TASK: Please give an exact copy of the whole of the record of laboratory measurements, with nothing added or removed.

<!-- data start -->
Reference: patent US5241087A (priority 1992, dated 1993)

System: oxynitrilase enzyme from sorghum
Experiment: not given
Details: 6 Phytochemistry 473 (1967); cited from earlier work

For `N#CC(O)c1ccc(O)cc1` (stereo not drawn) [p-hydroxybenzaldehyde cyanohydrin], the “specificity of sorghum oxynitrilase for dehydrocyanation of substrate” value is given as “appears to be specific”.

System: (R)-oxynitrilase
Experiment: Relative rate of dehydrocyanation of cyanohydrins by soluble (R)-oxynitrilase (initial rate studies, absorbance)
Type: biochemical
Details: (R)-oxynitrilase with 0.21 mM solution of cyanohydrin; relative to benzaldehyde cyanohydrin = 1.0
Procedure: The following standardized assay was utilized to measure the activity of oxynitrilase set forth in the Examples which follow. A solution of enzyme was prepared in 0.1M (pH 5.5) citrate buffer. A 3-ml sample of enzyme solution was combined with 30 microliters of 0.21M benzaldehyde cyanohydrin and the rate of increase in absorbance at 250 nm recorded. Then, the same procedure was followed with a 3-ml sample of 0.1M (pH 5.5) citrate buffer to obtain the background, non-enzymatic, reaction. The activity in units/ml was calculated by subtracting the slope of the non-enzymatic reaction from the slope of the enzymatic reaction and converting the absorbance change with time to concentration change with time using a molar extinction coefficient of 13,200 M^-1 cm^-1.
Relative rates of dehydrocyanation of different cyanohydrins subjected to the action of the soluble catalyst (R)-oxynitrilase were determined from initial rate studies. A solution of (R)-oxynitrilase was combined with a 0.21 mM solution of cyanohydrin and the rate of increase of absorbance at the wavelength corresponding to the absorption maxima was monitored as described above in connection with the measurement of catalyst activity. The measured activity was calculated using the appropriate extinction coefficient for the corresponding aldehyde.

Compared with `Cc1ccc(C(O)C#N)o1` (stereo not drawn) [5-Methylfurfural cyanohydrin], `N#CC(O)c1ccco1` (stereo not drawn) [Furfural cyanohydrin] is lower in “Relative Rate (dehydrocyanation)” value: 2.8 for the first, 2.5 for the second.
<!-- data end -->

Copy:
Reference: patent US5241087A (priority 1992, dated 1993)

System: oxynitrilase enzyme from sorghum
Experiment: not given
Details: 6 Phytochemistry 473 (1967); cited from earlier work

For `N#CC(O)c1ccc(O)cc1` (stereo not drawn) [p-hydroxybenzaldehyde cyanohydrin], the “specificity of sorghum oxynitrilase for dehydrocyanation of substrate” value is given as “appears to be specific”.

System: (R)-oxynitrilase
Experiment: Relative rate of dehydrocyanation of cyanohydrins by soluble (R)-oxynitrilase (initial rate studies, absorbance)
Type: biochemical
Details: (R)-oxynitrilase with 0.21 mM solution of cyanohydrin; relative to benzaldehyde cyanohydrin = 1.0
Procedure: The following standardized assay was utilized to measure the activity of oxynitrilase set forth in the Examples which follow. A solution of enzyme was prepared in 0.1M (pH 5.5) citrate buffer. A 3-ml sample of enzyme solution was combined with 30 microliters of 0.21M benzaldehyde cyanohydrin and the rate of increase in absorbance at 250 nm recorded. Then, the same procedure was followed with a 3-ml sample of 0.1M (pH 5.5) citrate buffer to obtain the background, non-enzymatic, reaction. The activity in units/ml was calculated by subtracting the slope of the non-enzymatic reaction from the slope of the enzymatic reaction and converting the absorbance change with time to concentration change with time using a molar extinction coefficient of 13,200 M^-1 cm^-1.
Relative rates of dehydrocyanation of different cyanohydrins subjected to the action of the soluble catalyst (R)-oxynitrilase were determined from initial rate studies. A solution of (R)-oxynitrilase was combined with a 0.21 mM solution of cyanohydrin and the rate of increase of absorbance at the wavelength corresponding to the absorption maxima was monitored as described above in connection with the measurement of catalyst activity. The measured activity was calculated using the appropriate extinction coefficient for the corresponding aldehyde.

Compared with `Cc1ccc(C(O)C#N)o1` (stereo not drawn) [5-Methylfurfural cyanohydrin], `N#CC(O)c1ccco1` (stereo not drawn) [Furfural cyanohydrin] is lower in “Relative Rate (dehydrocyanation)” value: 2.8 for the first, 2.5 for the second.